Making a beneficial poultice for boils is easier than you might think and may prove to be more effective than conventional, over-the-counter methods. A poultice is a warm, paste-like mixture that is used to treat boils, bruises, burns, cuts and other minor infections. A poultice can contain herbs, weeds, bread, milk, or any number of products that aid in treating common infections.
Poultice For Boils
Boils are usually caused by Staphylococcus aureus, a common bacteria. When a hair follicle is damaged, bacteria enters the damaged area and embed deep in the tissue. Boils are found most frequently on the buttocks, face, thighs, neck and armpit, but they can occur wherever hair is located. They can spring up in clusters, or there might just be one boil that appears. Either way, boils are painful. A poultice for boils aids in relieving this pain.
A boil begins as a swollen, pink or red area in the skin. As time progresses, it may end up feeling like a painful water balloon. Pain will worsen as the boil begins to retain pus. If the boil is emptied, the pain will lessen. A poultice for boils aids not only in relieving pain but also in cutting down risks of infection. The only way a boil can heal is by being drained. Once a boil begins to heal, the surrounding area may itch, and there may be residual pain. A poultice can reduce not only the itchiness but can also lessen the residual pain. There are several different types of poultices you can make to effectively treat boils.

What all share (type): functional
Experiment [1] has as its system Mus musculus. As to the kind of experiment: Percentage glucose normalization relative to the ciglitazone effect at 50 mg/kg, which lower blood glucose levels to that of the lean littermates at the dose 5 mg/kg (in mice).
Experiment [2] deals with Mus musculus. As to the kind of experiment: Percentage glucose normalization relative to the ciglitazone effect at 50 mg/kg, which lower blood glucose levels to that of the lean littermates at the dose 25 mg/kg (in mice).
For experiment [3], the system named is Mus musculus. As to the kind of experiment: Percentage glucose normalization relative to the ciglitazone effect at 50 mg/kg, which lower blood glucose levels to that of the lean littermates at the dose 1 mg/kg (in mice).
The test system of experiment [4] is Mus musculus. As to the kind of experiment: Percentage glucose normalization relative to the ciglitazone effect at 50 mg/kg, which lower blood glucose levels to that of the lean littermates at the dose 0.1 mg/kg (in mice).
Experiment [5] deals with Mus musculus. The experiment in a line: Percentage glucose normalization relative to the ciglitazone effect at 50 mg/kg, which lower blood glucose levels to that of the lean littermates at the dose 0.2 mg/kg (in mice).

A bread and milk poultice works well in treating boils. Heat a small amount of milk, and add in some bread until it has a paste-like consistency. Wrap the mixture in gauze, and place it on the boil. Leave it there for as long as you can stand to have it there. Use this poultice three to four times a day for as long as needed. Plantain is excellent in healing boils. Plantain is a common weed found mostly in wet areas. When mashed up, it results in a paste that can be used as an effective poultice for boils. A slippery elm and thyme poultice is also effective in treating boils. In order to make this poultice, you have to mash up thyme leaves and pour boiling water over them. Once enough water has soaked into the paste, you can drain the extra water and add two to three tablespoons of slippery elm powder. You can either spread the paste on the area containing the boil, or you can wrap the paste in gauze and then wrap the pasty gauze to the infected area. This needs to be left on the boil for a couple of hours.
Poultice For Boils – The Conclusion
A poultice is all natural and proven to work. There are many types of poultices you can try. Healing time, pain, and risk of infections are all significantly reduced when using a poultice for boils, so if one doesn’t help, find another one.